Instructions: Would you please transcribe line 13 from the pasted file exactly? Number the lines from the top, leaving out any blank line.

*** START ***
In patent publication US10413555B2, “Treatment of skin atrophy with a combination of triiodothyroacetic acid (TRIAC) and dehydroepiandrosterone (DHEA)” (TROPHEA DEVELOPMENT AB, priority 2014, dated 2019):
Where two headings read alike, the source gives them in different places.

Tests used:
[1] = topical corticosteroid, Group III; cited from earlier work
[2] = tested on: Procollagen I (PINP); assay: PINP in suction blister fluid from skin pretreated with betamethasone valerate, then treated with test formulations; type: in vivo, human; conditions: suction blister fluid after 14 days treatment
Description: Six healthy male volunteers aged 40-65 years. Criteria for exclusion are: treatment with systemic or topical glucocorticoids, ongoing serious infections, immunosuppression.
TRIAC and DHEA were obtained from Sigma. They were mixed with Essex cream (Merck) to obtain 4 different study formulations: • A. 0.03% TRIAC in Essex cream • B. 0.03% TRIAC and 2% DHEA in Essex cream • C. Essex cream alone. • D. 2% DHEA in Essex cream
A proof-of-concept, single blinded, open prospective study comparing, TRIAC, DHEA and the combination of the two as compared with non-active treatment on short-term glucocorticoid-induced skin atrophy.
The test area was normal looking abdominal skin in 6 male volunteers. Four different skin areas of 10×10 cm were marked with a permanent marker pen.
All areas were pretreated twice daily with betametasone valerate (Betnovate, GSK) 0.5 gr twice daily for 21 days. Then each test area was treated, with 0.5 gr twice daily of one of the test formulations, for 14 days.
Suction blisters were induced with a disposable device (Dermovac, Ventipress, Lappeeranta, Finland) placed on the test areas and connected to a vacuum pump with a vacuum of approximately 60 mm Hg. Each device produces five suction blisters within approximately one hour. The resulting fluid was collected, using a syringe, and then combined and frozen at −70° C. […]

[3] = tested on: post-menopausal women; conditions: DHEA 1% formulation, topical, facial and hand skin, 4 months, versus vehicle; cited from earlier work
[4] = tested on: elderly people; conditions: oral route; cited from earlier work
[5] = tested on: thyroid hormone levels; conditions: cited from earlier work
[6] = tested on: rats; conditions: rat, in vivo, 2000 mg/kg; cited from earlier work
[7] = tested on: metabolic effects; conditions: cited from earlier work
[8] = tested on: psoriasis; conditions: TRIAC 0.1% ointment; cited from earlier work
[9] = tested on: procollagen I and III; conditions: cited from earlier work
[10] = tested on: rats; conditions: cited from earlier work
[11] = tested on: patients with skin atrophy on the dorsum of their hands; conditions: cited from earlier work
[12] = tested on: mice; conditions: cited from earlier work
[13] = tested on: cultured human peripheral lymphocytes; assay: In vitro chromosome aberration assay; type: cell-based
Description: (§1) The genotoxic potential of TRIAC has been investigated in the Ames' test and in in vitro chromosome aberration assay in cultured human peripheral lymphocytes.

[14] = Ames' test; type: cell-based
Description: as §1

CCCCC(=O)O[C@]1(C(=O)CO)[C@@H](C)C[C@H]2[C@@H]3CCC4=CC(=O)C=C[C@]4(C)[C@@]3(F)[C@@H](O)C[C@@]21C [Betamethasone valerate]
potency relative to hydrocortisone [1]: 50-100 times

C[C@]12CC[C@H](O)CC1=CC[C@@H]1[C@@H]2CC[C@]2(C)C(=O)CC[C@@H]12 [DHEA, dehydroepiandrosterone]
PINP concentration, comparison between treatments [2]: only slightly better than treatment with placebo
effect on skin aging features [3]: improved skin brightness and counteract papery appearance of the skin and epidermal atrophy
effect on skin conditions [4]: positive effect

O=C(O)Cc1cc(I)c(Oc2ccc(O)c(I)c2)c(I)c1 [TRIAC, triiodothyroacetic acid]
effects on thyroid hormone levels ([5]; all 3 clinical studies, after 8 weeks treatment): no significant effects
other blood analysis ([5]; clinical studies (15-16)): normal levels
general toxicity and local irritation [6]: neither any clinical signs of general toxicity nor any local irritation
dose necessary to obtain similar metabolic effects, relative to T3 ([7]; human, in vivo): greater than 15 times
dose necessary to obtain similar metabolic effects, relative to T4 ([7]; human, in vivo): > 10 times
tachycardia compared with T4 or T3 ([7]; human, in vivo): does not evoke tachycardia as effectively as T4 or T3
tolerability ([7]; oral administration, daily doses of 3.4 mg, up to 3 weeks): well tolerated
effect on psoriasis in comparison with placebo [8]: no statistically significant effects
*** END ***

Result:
[4] = tested on: elderly people; conditions: oral route; cited from earlier work